Before the presidential candidacy and election of Barack Obama, hip hop was clearly in trouble. Nas's 2006 album, Hip Hop is Dead, seemed to articulate the growing concern among many performers, fans, and academics that nihilistic gangsterism and a lack of musical creativity were eclipsing three decades of hip hop's creative innovation, as well as its dedication to counter-hegemonic movements and discourse. On the eve of Obama's election, many pondered whether the first African American president might trigger a renaissance of socially conscious lyrics and creativity. The qObamafication of rapq thesis, which anticipated such a renaissance, was presented by Reverend Al Sharpton, the rapper Common, and by a number of leading hip hop scholars. These predictions were not simply responses to the President's willingness to embrace hip hop in his campaign, but to hip hop's clear desire to embrace him as well. By the time Obama took office, the dominant narrative declared that America's first black president would change hip hop for the better and bring a gravely ill cultural movement back to life. The Hip Hop a Obama Reader offers the first systematic analysis of hip hop and politics before and during the Obama era. Over the course of 14 chapters, leading scholars and activists offer new perspectives on hip hop's role in political mobilization, grassroots organizing, campaign branding, and voter turnout, as well as the ever-changing linguistic, cultural, racial, and gendered dimensions of hip hop in the U.S. and abroad. Inviting readers to reassess how Obama's presidency continues to be shaped by the voice of hip hop and, conversely, how the voice of hip hop itself has been shaped by Obama, The Hip Hop a Obama Reader critically examines hip hop's potential to effect social change in the 21st century. This volume is essential reading for scholars and serious fans of hip hop, as well as those interested in the shifting relationship between democracy and popular culture.initiative, which enlisted celebrity rappers such as 2 Chainz, Future, and Travis Porter to remind the hip hop community ... the historic significance of Obama and use his popularity to engage critical discussions of Americaa#39;s persistent problems .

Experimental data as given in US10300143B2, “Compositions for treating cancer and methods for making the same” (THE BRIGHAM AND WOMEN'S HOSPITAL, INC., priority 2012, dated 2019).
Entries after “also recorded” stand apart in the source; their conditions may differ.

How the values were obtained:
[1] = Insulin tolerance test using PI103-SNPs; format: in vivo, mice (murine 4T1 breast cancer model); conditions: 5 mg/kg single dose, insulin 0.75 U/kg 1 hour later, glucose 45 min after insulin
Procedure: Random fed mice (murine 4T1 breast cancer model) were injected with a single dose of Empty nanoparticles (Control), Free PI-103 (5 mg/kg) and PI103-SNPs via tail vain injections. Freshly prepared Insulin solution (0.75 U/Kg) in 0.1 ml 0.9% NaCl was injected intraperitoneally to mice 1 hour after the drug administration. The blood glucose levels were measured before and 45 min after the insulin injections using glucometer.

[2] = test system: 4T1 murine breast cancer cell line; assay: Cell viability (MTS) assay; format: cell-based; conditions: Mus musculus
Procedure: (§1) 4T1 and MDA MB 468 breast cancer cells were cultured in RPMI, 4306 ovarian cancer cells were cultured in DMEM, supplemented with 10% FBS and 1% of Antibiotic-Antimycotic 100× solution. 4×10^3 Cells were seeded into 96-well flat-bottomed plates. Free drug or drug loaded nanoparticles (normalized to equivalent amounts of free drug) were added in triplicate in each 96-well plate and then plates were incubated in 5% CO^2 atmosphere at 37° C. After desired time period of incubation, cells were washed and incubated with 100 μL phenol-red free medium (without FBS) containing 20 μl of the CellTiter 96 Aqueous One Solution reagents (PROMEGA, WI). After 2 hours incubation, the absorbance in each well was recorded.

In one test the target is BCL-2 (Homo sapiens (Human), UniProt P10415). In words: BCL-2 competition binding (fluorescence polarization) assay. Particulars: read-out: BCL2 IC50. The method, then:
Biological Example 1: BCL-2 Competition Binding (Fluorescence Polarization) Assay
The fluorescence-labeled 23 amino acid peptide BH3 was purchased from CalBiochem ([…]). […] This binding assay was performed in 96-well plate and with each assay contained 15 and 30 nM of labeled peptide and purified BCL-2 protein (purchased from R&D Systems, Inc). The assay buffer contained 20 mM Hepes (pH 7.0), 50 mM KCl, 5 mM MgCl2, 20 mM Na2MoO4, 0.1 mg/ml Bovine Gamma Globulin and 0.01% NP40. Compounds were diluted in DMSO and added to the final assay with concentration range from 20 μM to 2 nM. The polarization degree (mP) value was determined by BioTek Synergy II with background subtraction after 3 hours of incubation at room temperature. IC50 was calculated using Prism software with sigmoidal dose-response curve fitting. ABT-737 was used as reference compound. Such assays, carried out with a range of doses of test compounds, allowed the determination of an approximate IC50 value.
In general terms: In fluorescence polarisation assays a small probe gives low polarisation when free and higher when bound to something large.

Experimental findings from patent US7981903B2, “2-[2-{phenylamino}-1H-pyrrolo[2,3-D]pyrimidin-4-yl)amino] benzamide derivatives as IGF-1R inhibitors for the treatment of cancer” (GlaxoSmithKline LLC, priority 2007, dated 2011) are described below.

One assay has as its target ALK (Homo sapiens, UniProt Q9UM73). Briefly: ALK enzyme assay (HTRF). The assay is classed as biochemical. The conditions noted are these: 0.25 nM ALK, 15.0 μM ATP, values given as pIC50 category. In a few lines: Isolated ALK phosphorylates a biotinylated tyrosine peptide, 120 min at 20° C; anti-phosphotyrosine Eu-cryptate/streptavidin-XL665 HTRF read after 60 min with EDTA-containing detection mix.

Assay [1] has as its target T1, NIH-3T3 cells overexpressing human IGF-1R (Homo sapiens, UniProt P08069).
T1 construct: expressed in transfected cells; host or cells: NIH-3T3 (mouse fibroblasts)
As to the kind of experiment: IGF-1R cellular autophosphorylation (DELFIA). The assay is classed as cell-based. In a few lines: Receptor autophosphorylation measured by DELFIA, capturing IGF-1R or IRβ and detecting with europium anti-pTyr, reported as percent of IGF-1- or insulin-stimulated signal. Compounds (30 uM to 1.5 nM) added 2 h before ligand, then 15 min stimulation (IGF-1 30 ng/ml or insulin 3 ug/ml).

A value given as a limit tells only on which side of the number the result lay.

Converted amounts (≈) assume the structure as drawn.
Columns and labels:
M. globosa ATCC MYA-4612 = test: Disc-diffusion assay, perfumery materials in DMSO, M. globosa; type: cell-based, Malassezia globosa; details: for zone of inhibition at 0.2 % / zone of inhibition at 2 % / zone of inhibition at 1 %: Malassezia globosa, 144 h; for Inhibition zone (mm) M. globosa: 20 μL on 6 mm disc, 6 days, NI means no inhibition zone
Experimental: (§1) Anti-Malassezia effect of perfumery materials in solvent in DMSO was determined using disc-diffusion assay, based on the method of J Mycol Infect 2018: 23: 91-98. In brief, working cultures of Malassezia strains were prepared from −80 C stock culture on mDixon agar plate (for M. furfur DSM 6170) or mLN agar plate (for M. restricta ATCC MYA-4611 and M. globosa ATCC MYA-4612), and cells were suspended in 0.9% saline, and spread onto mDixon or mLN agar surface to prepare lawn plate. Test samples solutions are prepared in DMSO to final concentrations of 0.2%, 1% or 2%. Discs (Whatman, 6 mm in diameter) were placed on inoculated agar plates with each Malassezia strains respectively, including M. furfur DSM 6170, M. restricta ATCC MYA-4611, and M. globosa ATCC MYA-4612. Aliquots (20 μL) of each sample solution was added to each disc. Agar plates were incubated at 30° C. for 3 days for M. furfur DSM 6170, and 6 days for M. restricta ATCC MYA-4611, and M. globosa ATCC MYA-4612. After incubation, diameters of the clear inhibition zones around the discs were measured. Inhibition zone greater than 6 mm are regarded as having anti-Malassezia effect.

|Title||:||The Hip Hop & Obama Reader|
|Author||:||Assistant Professor of Social Science Travis L Gosa, Assistant Professor of Liberal Arts Erik Nielson|